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ROYAL GOLD PAGE 1 TEMPORARITY UNAVAILABLE. FOR AVAILABLE MEDALS PLEASE GO TO ROYAL GOLD PAGE 2

Historical Gold Medals - Gold Coronation Medals

Coinage through the ages has served the function both of currency (a store and measurement of value) and of medallic proclamation (dissemination of official information).

Is a Ptolemaic octodrachm or a multiple aurei of Constantine a coin or a medallion? The distinction would have been irrelevant to any society for whom money or currency was defined by the weight and purity of precious metal.

However, in our present era of unchecked government issue of paper and electronic money, there is a vast confusion as to the nature of currency. Currency is now a "promise" of value - rather than a store of value. Thus Currency is now a form of debt.

This has led to the confused distinction that modern collectors hold between medallic issues and currency. Until our current era, medals have always been worth exactly their weight in precious metal - just like coins. However, because of their rarity, beauty, and historical importance, medals rather than currency comprised the greater part of most advanced collections.

Royal Proclamation medals were usually crafted by celebrated artists of the era. They were often sculpted in high relief, in tiny mintages, to mark interesting and important historical events. A coin might be considered rare if only a few thousand were minted. A medal is rare if only a few hundred were minted.

In the case of certain large gold presentation medals only a handful were minted for the pleasure of reigning monarchs and their courtiers and ministers, and of those, few remain.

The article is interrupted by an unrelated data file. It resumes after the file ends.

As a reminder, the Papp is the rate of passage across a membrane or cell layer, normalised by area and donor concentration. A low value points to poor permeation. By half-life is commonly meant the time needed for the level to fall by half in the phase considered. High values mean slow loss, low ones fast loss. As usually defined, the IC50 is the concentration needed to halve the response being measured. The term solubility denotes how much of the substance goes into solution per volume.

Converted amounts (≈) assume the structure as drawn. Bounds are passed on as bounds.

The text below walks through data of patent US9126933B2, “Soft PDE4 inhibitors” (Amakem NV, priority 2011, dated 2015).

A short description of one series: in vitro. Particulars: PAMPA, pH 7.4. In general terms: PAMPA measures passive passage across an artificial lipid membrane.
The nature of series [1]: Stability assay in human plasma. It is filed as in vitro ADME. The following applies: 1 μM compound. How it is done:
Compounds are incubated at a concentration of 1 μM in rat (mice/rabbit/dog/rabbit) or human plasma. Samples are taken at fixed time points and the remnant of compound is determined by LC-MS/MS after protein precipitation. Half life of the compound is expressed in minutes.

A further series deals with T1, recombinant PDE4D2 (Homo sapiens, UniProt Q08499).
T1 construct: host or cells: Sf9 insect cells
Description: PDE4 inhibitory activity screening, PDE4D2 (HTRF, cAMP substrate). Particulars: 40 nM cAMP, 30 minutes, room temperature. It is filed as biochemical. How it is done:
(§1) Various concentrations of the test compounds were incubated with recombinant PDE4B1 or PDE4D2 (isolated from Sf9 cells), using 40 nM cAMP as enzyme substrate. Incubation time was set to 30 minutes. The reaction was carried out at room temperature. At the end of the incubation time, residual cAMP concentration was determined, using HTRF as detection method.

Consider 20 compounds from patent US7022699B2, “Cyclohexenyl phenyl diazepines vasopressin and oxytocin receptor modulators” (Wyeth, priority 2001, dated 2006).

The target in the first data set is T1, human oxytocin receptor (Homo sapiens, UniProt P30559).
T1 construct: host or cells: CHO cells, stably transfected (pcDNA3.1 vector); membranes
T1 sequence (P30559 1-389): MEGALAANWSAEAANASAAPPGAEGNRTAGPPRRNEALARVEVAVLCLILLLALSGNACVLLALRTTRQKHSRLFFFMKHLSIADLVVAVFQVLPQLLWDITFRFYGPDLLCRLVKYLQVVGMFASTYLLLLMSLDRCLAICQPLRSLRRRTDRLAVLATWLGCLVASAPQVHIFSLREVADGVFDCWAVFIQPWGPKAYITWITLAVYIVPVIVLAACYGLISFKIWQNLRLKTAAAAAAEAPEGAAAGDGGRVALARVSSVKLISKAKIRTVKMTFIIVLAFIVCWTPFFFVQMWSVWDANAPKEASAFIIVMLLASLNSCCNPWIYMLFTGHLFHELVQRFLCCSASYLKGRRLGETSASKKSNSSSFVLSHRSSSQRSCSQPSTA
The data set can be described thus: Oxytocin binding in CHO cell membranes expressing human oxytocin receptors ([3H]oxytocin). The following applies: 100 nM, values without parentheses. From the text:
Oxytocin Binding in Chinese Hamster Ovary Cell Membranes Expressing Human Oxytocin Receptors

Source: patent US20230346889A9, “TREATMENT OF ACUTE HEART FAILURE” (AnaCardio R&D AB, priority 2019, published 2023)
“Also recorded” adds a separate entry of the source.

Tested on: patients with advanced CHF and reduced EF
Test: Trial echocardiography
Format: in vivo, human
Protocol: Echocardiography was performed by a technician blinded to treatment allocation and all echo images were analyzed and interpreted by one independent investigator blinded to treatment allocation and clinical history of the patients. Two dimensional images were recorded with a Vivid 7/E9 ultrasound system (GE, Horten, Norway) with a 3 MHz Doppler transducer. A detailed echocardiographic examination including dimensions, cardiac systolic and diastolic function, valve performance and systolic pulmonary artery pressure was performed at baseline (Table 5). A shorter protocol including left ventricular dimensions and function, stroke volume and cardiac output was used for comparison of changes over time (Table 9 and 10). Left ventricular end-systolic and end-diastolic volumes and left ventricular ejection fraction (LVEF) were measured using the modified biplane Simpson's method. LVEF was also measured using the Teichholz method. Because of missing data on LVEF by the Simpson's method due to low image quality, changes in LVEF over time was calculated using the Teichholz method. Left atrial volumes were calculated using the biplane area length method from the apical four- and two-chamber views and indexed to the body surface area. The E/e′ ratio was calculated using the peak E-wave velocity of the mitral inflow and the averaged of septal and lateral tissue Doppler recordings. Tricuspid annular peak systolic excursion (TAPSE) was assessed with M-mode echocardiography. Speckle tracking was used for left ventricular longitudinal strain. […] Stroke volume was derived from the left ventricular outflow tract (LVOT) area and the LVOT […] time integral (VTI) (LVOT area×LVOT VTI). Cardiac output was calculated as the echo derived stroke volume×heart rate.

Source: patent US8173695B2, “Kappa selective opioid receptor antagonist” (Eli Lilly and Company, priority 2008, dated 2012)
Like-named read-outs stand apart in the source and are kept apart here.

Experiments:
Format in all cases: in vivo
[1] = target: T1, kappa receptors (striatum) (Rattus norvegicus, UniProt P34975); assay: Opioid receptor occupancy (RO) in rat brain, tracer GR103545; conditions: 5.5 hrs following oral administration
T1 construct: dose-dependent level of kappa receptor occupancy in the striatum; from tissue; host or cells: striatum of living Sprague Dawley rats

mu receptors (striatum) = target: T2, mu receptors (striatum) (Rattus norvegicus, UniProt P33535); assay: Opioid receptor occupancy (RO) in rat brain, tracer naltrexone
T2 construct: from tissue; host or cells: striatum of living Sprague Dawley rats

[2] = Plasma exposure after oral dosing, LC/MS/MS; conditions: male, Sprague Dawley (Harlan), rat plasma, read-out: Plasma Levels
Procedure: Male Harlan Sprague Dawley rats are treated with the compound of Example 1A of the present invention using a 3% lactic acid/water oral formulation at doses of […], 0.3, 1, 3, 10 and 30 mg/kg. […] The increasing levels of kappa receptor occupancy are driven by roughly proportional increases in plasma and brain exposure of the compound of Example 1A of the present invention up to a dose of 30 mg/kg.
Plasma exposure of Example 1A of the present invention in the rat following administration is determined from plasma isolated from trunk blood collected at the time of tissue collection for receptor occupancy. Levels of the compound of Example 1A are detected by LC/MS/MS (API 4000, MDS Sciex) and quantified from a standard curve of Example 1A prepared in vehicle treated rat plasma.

POR (price on request) Some medals listed below are of such rarity in high condition they are virtually irreplacable. this makes it difficult to assign a reasonable monetary value.

.......................ROYAL GOLD PAGE 2

From the time of the Stuart kings through to Victoria, gold coronation medals were presented to the royal family and friends invited to the coronation ceremony. Silver medals were tossed to the members of parliament, judges and other dignitaries who lined the front rows of the coronation procession, as well as being handed out to esteemed servants of the Royal Household. Bronze medals were tossed to the rest of the rabble. Edward VII ended the practice of tossing medals as he thought it undignified to see judges and members of parliament diving on the ground to retrieve the precious metal.

James I struck only a silver coronation medal. Charles I was the first to have a very small number of coronation medals struck in gold. Master engraver Nicolas Briot who was mintmaster at Paris under Louis XIII later fled to England where he introduced the coin press to Charles I. He was appointed mintmaster from 1633-1641.

During the English Civil War (1642-51) both the Parliamentary and Royalist factions commissioned medals to be given in recognition of soldierly valour. The gift of medals, a practice in Britain since the reign of Elizabeth I (1558-1603), was ritualized. Thomas Rawlins, a pupil of Briot, was appointed Chief Engraver at the Mint by Charles I in 1643 and remained loyal to the king even after he had fled London.

In 1661, Charles II invited John Roettiers and his brother Joseph (and subsequently a third brother Philip) to join the British Royal Mint and by 1662 John Roettiers was one of the mint's chief engravers, taking the place of Thomas Simon, another of Briot's pupils. Simon engraved the Death Medal of Oliver Cromwell as well as the superb Coronation medal of Charles II. Roettiers produced the official coronation medals of James II (1685) and William and Mary (1689). He died in 1703 and was buried in the Tower.

His sons James Roettiers (1663–1698) and Norbert Roettiers (1665–1727) were also famed engravers and medallists both in England and France. They engraved the superb Death Medal of Charles I, which is said to bear the greatest likeness to that Monarch.

 

 

 

for more info, comments, purchase requests contact: Jeff Kahn at Jkahn21@nyc.rr.com
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